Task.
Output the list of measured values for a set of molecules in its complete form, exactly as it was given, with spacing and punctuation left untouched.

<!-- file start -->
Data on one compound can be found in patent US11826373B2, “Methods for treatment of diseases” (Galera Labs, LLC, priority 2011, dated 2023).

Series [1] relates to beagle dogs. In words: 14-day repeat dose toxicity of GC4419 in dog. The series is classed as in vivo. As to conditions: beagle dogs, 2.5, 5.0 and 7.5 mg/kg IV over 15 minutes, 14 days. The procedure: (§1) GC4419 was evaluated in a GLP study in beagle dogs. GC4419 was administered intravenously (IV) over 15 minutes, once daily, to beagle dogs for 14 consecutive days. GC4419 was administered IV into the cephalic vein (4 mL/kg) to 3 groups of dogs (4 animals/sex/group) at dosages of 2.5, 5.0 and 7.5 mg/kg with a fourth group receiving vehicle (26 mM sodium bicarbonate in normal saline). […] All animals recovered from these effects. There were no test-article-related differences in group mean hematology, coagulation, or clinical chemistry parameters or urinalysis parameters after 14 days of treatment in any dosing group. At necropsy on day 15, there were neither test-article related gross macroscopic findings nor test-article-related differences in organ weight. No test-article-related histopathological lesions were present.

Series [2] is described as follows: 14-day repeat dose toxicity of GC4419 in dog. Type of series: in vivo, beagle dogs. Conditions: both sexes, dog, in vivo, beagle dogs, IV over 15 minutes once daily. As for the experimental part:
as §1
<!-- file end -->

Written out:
Data on one compound can be found in patent US11826373B2, “Methods for treatment of diseases” (Galera Labs, LLC, priority 2011, dated 2023).

Series [1] relates to beagle dogs. In words: 14-day repeat dose toxicity of GC4419 in dog. The series is classed as in vivo. As to conditions: beagle dogs, 2.5, 5.0 and 7.5 mg/kg IV over 15 minutes, 14 days. The procedure: (§1) GC4419 was evaluated in a GLP study in beagle dogs. GC4419 was administered intravenously (IV) over 15 minutes, once daily, to beagle dogs for 14 consecutive days. GC4419 was administered IV into the cephalic vein (4 mL/kg) to 3 groups of dogs (4 animals/sex/group) at dosages of 2.5, 5.0 and 7.5 mg/kg with a fourth group receiving vehicle (26 mM sodium bicarbonate in normal saline). […] All animals recovered from these effects. There were no test-article-related differences in group mean hematology, coagulation, or clinical chemistry parameters or urinalysis parameters after 14 days of treatment in any dosing group. At necropsy on day 15, there were neither test-article related gross macroscopic findings nor test-article-related differences in organ weight. No test-article-related histopathological lesions were present.

Series [2] is described as follows: 14-day repeat dose toxicity of GC4419 in dog. Type of series: in vivo, beagle dogs. Conditions: both sexes, dog, in vivo, beagle dogs, IV over 15 minutes once daily. As for the experimental part:
as §1